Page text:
Every day we are seeing more and more articles saying hackers have broken into another system somewhere in the world with an image depicting a person in a hoodie, usually in a darkened scene hunched over a laptop or computer screen, sometimes even with gloves on. Now I want to point out some things that are very wrong with this.
Firstly, typing in gloves, now that would be hard, and I feel that any self-respecting hacker would find it irritating at the very least to run their malicious code in the dark while trying to break into your systems wearing bulky gloves.
Let’s break this down a bit, the person (Hacker) is hunched over the computer which is certainly going to cause some back pain; the lights are off so eyestrain problems. We all know those pesky blue lights from the screens are damaging our eyes, the hoodie and gloves are on so every time they try to run their commands they keep typing the wrong keys and spend five times as long trying to execute their malware which they have bought on the dark web. Seems like a very stressful situation if you ask me.
All jokes aside, I have been seeing lots of chatter from my peers trying to convince the world that “hacker” is not the correct word to use when trying to describe a malicious actor breaking into a company’s system or infecting them with one of those awful crypto bugs. The word hacker means – “An enthusiastic and skilful computer programmer or user” as far as the dictionary goes but I personally class a hacker as someone that tries to find ways to access or use a program or system in a way that it was not intended to be initially used. To yes break things but not always in a malicious way, it could be to test the strength of a security protection or input/output manipulations just to see what they will do. Many of these people are the ones out there now protecting your businesses.
If you have been to any conference related to the security industry in the last 10 years you will have seen thousands of hackers in one place, ordinary looking people you would see in your street or even your neighbours that could be put into the category of Hacker. I would personally class myself as a hacker, probably not a very good one but none the less I would fall into that category.
I work as a senior security engineer and I do penetration tests as a primary part of my daily duties. I try to manipulate and break our client’s systems to just see if I can but the difference is once I find a problem I help the client fix it. I am a hacker.
I don’t remember seeing a hooded, shady looking character at any of these security events over the last few years, trying to cover their face so that no one can identify them. Our team regularly attends these types of events to ensure we keep up with what is happening in our field and this image that is constantly portrayed just isn’t realistic, yes, it is the standard thing that everyone has been doing for years to portray a hacker but just because everyone is doing it does that make it right?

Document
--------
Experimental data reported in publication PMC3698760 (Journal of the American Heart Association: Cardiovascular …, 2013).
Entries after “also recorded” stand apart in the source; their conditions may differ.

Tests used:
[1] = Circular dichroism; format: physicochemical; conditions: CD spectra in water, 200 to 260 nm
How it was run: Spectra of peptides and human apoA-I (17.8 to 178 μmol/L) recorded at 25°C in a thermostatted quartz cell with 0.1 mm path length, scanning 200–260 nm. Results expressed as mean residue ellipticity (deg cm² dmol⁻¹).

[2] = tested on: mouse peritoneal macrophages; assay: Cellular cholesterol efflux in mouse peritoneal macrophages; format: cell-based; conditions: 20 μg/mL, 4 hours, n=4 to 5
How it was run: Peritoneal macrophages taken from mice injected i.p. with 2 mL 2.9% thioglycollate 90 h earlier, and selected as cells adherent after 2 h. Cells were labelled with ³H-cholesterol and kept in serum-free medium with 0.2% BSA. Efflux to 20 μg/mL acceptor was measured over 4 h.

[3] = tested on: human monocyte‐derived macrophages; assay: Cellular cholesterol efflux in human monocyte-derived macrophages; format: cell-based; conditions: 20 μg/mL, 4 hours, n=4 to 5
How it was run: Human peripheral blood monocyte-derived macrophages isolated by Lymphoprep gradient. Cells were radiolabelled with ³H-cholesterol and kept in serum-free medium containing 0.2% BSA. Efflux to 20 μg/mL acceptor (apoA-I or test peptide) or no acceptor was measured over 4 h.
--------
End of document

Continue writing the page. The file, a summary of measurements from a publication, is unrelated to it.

Let's look at the statement of a hacker; they are the cause of all incidents, right? Wrong. Not all hackers are underworld figures, cybercriminals or just mischievous people who want to take you and your business for a ride to hold you for ransom over your own data. NO,hackers are normal people with normal jobs that in many cases are trying to help businesses protect their systems from being breached by the real criminals or malicious actors just like I do.
I used two words in the first half of this paragraph that could better describe someone who has hacked into your systems and encrypted your files. Let’s list some options here:
- Malicious actors/s
- State-sponsored cyber-attack groups
These are just the first five that I thought of, but they are already better than using the word hacker when you really should be using criminal, it's really that simple. If we go back to the attendees of the conference or security groups that are full of people that are looking more like professional businessmen and women in suits or formal attire, that would be a better depiction of what most hackers look like, yes some of us like to wear jeans and possibly some geeky t-shirts (I personally like stupid slogan t-shirts) but my point is don’t tarnish us all with the same brush, most of us are actually here to help, not trying to get your secrets and sell them to the highest bidder.
If you are writing an article or white paper, consider what your article or discussion is about and use the correct name to describe the culprits responsible for the incident or breach. The cybercriminals or malicious actors are my favourites, simple but effective, realistic true statement and not hackers which tarnishes us all with that criminal brush.
I feel if we can all do this we will all be better for it. Disagree? That’s fine, leave some comments and tell me what you think, that’s what it’s all about, creating an open dialogue and having the ability to truly give our opinion. This will generate a better industry that is working together resolving the problems that need our attention and some that just get under our skin like this one does to me.